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How to be a Kick-Butt Publicity Hound
Table of Contents
|How to Use This Book
About the Authors
Chapter 1: What's in it for you
Chapter 2: Defining your publicity goals
Chapter 3: What the media want
Chapter 4: How to dovetail your “needs” with the media’s “wants”
Chapter 5: How to identify story ideas about
you or your business
Chapter 6: All About News Releases
Chapter 7: How to Pitch Ideas to Reporters
Chapter 8: How to Form Relationships with Media People
Chapter 9: How to Prepare for Your Interview
Chapter 10: How to Get and Give Great Radio Interviews
Chapter 11: Tips for TV
Chapter 12: How to Write Articles for Other Publications
Chapter 13: Print Newsletters and E-zines
Chapter 14: How to Write Great Letters to the Editor and Opinion Columns
Chapter 15: Contests: A Publicity Magnet
Chapter 16: How to use Polls, Surveys and White Papers
Chapter 17: How to Piggyback off Holidays & Anniversaries
Chapter 18: The Value of Public Speaking for Publicity
Chapter 19: 29 Publicity Tips for Authors and Publishers
Chapter 20: Publicity Tips for Consultants
Chapter 21: How to Become a Celebrity
Chapter 22: Media Kits on a Shoestring
Chapter 23: All About Photos
Chapter 24: Off-the-Beaten Path Ideas That Work
Chapter 25: Use a Signature File
Chapter 26: Recycle Your Publicity
Chapter 27: The Media’s Pet Peeves
Chapter 28: More Resources to Help You
Chapter 29: Parting Thoughts
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this sound like you?
can’t understand why the business reporter at your local newspaper has
quoted your competitor in five separate stories but hasn’t called you
company sends out more than two dozen news releases every year about new
employees and promotions, but they result in little more than a few
lines of type.
12-page speech your boss wrote when he spoke at the local Rotary Club
luncheon would have made an excellent column for the local business
magazine. But after you mailed it to the editor, you never heard a word.
your attempts at media coverage have fallen flat, quit grumbling and
start taking a proactive approach to free publicity by identifying
interesting, compelling story ideas the media need. Yes, NEED.
Newspapers, magazines and trade publications have hundreds of thousands
of column inches to fill. TV and radio stations have hundreds of hours
of news and community interest programs they must broadcast. The number
of media outlets is greater than ever, and competition is fierce for
advertising dollars, viewers and subscribers. The secret to savvy media
relations is knowing exactly what they want, then giving it to them.
are tickler questions designed to help you identify the best story ideas
within your company or organization:
your company doing anything unique, or different than your competitors?
Examples: A professional speaker who gives a quirky, memorable
free gift to every meeting planner who hires her. A web site company
that gives its customers discount coupons good for a web site update for
every referral a customer sends. An agency that buys creative toys for
its employees to use during brainstorming sessions to get their own
creative juices flowing.
THE LOCAL ANGLE
you the local angle to a national or regional event? During the war in
Kosovo, many local newspapers and TV stations ran stories about people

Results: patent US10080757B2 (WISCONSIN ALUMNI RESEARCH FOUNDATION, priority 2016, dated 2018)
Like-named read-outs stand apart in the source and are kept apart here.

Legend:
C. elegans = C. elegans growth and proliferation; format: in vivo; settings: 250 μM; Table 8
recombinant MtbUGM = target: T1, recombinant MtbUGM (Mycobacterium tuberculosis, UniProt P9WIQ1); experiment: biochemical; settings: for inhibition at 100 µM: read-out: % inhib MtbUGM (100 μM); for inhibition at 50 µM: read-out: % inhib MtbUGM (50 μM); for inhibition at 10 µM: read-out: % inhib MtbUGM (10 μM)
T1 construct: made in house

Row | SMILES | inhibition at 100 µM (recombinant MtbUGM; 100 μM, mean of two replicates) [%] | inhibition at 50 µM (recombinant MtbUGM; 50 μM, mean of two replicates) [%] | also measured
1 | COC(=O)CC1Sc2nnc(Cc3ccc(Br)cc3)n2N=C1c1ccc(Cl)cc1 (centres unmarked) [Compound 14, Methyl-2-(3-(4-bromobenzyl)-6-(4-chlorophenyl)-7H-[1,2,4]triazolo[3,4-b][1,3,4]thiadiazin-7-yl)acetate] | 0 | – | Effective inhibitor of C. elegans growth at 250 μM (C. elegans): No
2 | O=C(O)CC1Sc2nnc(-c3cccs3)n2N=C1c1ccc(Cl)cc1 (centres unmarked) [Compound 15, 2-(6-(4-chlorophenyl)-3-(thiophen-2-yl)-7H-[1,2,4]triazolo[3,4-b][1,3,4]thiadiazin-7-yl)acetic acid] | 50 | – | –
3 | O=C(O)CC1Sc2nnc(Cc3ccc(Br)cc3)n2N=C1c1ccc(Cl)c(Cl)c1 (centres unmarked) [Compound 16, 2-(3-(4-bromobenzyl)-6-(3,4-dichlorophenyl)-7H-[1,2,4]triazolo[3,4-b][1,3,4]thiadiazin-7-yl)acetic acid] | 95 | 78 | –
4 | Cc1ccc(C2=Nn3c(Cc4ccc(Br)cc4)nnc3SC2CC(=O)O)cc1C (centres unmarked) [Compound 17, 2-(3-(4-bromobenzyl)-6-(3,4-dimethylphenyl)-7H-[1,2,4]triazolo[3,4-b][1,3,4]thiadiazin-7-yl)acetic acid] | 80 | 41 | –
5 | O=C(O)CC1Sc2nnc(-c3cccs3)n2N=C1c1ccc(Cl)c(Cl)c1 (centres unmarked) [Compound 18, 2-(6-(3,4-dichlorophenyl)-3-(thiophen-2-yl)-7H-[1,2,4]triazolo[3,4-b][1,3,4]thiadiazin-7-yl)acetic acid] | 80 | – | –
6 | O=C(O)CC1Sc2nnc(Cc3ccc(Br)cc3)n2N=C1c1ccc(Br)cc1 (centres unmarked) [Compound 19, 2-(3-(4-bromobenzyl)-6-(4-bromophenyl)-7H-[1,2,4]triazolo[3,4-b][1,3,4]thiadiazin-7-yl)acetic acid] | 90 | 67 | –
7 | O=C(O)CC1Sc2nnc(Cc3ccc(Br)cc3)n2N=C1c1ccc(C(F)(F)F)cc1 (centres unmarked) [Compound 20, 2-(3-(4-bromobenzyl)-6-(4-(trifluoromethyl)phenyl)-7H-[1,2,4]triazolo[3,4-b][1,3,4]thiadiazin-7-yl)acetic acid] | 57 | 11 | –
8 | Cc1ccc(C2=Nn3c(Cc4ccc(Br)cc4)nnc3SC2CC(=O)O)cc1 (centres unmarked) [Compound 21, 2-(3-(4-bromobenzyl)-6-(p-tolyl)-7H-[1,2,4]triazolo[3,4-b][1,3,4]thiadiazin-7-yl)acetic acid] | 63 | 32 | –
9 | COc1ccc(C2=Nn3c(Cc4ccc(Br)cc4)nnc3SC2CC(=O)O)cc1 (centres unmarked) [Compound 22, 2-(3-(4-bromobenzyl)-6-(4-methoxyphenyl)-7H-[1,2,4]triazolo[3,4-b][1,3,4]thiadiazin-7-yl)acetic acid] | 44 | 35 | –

in their own communities who kept in touch with their relatives in the
war zone. During the Columbine shootings in Colorado, newspapers
interviewed local child psychologists and counselors who offered tips on
how parents can spot warning signs in their own children.
PIGGYBACK ON A NEWS EVENT
severe rains in Milwaukee a few years ago, a Minnesota company got
several minutes of free advertising on a Milwaukee radio station by
talking to the drive-time radio host about a special pump that removes
standing water and moisture in the air. The host interviewed a company
representative and gave out the company’s toll-free number.
PIGGYBACK ON TRENDS
you sell a product or service that ties into a national trend? A credit
counseling agency might offer themselves as a source for stories about
the whopping credit card debt wracked up by college students. A
non-profit agency that advocates safety for women can promote its
community classes by offering the media tips on how businesswomen can be
less susceptible to theft of laptop computers in crowded places like
PIGGYBACK ON A HOLIDAY
you doing something different on a particular holiday? Are you a
management consultant who can suggest ways that companies can keep their
employees productive during the holidays? Have you determined that
it’s more efficient for your business to simply close down during the
week between Christmas and New Year’s? If you’re of Irish descent
and give all your employees a half day off on St. Patrick’s Day, that
story might interest the media. Remember that the week between Christmas
and New Year’s is the slowest news week of the year, and an excellent
time to seek coverage. A Wisconsin company got a six-minute story on the
local TV station after it announced at the annual Christmas party that
every employee was being treated to a trip to Disney World.
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TELL THE MEDIA ABOUT TRENDS
you spotted a new trend in your industry? Let the media know. Many
accountants, for example, are becoming certified as investment
counselors. If it’s a trend a reporter is interested in, don’t be
surprised if they interview you for the story.
OFFER FREE ADVICE
advice can you offer that will help someone else solve their problems?
Tell reporters they can call on you for advice when writing stories
about your area of expertise. Give them specific examples of how you
help people save time and money.
WRITE HOW-TO ARTICLES
of many newspapers, magazines and trade publications want articles that
tell their readers how to do something such as get out of debt,
discipline their children, have a safer work environment, set up a home
office, or acquire a business loan. Think of the number one problem your
customers face, then write a how-to article about it. If it is printed,
try to recycle the article for a different publication.
TAKE A STAND ON ISSUES
there a local, state or national industry or political issue that you